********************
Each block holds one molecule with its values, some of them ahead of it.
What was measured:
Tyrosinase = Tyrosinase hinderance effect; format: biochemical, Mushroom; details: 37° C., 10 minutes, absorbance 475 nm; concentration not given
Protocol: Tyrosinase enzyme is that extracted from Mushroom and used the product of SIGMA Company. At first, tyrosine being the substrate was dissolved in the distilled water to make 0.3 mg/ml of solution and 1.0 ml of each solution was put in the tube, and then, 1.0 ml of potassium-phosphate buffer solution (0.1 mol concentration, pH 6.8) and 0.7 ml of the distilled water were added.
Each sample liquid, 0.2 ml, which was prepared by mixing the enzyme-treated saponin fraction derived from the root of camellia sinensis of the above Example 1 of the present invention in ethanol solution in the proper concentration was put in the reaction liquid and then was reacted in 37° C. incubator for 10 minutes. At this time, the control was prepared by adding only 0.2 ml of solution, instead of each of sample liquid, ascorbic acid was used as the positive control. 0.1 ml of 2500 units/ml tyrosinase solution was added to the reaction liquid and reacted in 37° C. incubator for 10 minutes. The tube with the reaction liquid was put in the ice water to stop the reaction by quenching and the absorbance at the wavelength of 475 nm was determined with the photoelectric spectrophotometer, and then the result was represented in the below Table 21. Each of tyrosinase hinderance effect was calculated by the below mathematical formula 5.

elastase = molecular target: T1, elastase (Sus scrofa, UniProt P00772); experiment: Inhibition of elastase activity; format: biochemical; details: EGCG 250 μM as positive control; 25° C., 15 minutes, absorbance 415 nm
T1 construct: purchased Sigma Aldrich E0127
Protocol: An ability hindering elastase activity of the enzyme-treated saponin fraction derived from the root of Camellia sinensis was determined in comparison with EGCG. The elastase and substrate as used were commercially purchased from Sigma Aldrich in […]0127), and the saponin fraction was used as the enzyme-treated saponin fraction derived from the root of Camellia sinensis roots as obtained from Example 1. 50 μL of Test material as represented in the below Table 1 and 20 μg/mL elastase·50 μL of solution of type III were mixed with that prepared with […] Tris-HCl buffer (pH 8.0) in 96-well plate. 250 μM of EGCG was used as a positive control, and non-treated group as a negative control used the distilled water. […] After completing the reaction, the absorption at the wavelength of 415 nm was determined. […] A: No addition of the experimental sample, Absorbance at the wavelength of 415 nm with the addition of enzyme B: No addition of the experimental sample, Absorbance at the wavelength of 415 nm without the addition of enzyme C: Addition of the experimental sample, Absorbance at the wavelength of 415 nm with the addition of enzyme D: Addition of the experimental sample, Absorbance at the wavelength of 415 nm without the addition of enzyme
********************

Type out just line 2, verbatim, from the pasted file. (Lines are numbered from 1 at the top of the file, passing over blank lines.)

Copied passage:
What was measured: